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Florida Coastal Access Guide - Collier County at a Glance Quicklinks
Collier county highlighted on a map of Florida
Fakahatchee Strand Preserve State Park Fakahatchee Strand Preserve State Park


Collier at a Glance

Coastal Cities
Naples, Marco Island, Everglades City
Popular Spot Naples/Marco Island
Sandy Beaches 34 miles
Public Accesses 57
Great Florida Birding & Wildlife Trail 12 sites
State Parks & Lands Acres
Corkscrew Regional Ecological Watershed (Lee) 27,044
Okaloacoochee Slough State Forest (Hendry) 32,039
Picayune Strand State Forest 78,615
Collier-Seminole State Park 7,272
Delnor-Wiggins Pass State Park 200
Fakahatchee Strand Preserve State Park 77,116
Federal Lands Acres
Big Cypress National Preserve (Miami-Dade, Monroe) 720,561
Everglades National Park (Miami-Dade, Monroe) 1,509,128
Florida Panther National Wildlife Reserve 26,605
Rookery Bay National Estuarine Research Reserve 110,559
Ten Thousand Islands National Wildlife Reserve 35,034
Bays & Inlets
Addison Bay, Barfield Bay, Chokoloskee Bay Clam Bay, Fakahatchee Bay, Goodland Bay Gullivan Bay, Johnson Bay, Little Hickory Bay Moorings Bay, Naples Bay, Pelican Bay Rookery Bay, Tarpon Bay, Water Turkey Bay, Venetian Bay
Rivers & Paddling Trails
Barron River, Blackwater River, Cocohatchee River, Gulf Intracoastal Waterway, Florida Circumnavigational Saltwater Paddling Trail

Collier County is one the state's largest counties, yet more than half is undeveloped and in conservation. Sandy beaches in the north stretch from Barefoot Beach Preserve, a 342-acre undeveloped barrier island, to the urban beach resorts, Naples and Marco Island. Collier's southern coastline is lined by the submerged lands, mangroves, marshes and barrier islands of the Ten Thousand Islands, Everglades and Rookery Bay. Visitors can enjoy butterfly gardens, wading birds, manatees and alligators to primitive camping, swamp canoe trips or hunting.

Collier's largest communities, Naples and Marco Island, are known for beautiful beaches, shopping, dining and abundant golf courses. Everglades City is 1.2 square miles at the mouth of the Barron River on Chokoloskee Bay.

Marco Island's 17 mile stretch of sparkling sand beaches transition to the Ten Thousand Islands, a vast, quiet, wetland dotted with numerous islands. Its northern third is brackish marsh, ponds, oak hammocks, cabbage palms and tropical hardwoods; its lower two-thirds are part of the largest expanse of mangroves in North America. Camping, fishing hiking and paddling trails beckon outdoor enthusiasts.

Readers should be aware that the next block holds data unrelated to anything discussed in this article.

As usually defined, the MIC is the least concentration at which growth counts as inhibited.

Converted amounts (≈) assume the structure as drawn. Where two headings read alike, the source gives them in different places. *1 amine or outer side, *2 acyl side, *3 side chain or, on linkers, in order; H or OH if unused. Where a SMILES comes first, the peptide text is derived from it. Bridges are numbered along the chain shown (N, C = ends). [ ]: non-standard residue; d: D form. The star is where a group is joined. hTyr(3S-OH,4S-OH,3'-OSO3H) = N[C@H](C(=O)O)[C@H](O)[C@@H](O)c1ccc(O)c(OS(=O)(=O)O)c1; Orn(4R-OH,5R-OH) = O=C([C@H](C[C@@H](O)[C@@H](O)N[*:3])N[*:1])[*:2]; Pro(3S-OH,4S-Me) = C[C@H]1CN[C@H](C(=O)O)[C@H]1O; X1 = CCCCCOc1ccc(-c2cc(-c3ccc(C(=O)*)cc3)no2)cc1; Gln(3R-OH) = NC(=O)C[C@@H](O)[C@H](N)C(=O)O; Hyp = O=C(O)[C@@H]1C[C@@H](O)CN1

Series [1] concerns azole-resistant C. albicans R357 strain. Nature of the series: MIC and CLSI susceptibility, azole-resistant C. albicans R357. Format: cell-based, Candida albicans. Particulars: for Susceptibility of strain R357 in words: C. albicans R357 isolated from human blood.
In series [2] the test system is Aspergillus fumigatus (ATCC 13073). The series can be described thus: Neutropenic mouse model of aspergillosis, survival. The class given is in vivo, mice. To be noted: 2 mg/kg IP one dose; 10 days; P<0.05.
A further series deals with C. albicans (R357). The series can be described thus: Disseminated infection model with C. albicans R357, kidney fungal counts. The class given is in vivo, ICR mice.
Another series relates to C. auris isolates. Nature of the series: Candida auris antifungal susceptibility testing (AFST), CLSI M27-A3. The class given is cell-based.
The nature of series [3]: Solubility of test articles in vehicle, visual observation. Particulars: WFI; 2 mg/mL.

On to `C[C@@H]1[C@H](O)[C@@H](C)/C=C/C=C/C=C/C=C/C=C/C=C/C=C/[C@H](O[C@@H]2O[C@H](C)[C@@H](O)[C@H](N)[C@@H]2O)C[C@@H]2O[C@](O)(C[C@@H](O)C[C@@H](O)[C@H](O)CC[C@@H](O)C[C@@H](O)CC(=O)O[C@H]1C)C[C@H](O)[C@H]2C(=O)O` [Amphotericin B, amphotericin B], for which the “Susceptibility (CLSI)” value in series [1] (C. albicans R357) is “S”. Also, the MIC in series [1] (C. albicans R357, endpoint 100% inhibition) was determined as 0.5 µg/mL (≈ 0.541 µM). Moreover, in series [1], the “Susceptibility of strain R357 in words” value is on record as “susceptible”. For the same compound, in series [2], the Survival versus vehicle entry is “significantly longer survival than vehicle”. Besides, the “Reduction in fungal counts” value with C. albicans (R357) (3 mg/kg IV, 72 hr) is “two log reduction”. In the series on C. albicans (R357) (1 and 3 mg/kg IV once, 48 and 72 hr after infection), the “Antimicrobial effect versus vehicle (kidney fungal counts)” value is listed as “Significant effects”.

Rookery Bay and Cape Romano – Ten Thousand Island Aquatic Preserves overlap the Ten Thousand Islands National Wildlife Reserve and Rookery Bay National Estuarine Research Reserve that offers an outdoor classroom and laboratory of mangroves, oyster bars, seagrasses and salt marsh for students, scientists and visitors. The research reserve's Environmental Learning Center in Naples offers hands-on learning, a 2,300 gallon aquarium, interactive exhibits, art gallery, weekly programs and nature store.

Big Cypress National Preserve (the nation's first preserve) encompasses Big Cypress Swamp, the Paradise Coast Blueway, Florida Panther National Wildlife Reserve, Ten Thousand Islands National Wildlife Reserve and other state conservation lands. The climate transitions in Collier County from temperate to tropical. Everglades National Park covers a small corner of southern Collier and a vast area of Monroe and Miami - Dade counties.

Delnor-Wiggins State Park in Naples has a mile of undeveloped barrier island beaches with sunbathing, swimming, beach-combing, snorkeling and picnicking on the gulf. Swimming is not allowed at Wiggins Pass, but fishing is popular. Boats may be launched from the Water Turkey Bay mangrove swamp side to access the gulf and estuaries or the Cocohatchee River for saltwater or freshwater fishing.

Collier-Seminole State Park hosts one of three original stands of the rare royal palm. The park is equipped with canoes, a boat ramp to Blackwater River, full-facility, primitive and youth campsites, picnic pavilions and grills. Fakahatchee Strand Preserve State Park, a five-mile by twenty-mile swamp forest, is the only place in the world where bald cypress trees and royal palms share a forest canopy. It is home to native orchids and bromeliad, Florida panthers, white-tailed deer, Florida black bears, Eastern indigo snakes, Everglades-minks, diamondback terrapins and a rich blend of birds.

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Last updated: May 25, 2012


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